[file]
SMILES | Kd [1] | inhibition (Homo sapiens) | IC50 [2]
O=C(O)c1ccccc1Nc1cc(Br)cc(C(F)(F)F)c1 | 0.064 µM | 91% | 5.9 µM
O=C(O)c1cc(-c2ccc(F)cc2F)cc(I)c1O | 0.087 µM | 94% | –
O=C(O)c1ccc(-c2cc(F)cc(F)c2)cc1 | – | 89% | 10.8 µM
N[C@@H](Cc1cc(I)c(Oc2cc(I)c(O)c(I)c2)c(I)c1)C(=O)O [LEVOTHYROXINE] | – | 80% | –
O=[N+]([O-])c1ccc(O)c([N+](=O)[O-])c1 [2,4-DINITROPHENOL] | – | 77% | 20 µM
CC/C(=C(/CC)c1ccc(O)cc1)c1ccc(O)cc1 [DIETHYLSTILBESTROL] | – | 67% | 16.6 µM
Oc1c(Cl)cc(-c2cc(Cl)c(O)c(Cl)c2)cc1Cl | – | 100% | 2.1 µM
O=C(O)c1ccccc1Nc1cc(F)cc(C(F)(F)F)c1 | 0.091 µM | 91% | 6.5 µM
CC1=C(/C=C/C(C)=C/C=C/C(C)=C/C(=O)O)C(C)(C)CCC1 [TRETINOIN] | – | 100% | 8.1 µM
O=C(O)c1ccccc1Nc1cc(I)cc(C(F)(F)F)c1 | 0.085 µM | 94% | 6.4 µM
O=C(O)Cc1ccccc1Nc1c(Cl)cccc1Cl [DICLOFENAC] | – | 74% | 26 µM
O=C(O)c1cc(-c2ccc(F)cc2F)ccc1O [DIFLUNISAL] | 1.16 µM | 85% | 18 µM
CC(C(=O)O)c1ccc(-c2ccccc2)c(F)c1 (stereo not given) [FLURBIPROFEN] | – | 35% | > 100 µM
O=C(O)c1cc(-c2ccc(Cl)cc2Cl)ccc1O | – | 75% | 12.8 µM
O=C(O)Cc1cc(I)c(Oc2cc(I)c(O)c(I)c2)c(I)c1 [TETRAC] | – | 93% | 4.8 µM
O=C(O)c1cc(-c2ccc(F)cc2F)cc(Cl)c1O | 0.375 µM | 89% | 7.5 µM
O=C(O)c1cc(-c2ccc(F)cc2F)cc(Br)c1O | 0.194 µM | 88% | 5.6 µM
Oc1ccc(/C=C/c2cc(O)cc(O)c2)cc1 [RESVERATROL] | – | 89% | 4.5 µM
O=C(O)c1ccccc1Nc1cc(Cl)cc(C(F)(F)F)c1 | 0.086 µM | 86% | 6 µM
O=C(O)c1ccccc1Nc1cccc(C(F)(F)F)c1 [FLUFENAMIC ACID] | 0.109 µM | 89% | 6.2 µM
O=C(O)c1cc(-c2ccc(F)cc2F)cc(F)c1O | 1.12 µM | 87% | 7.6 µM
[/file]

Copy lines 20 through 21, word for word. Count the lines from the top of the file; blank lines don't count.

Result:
O=C(O)c1ccccc1Nc1cc(Cl)cc(C(F)(F)F)c1 | 0.086 µM | 86% | 6 µM
O=C(O)c1ccccc1Nc1cccc(C(F)(F)F)c1 [FLUFENAMIC ACID] | 0.109 µM | 89% | 6.2 µM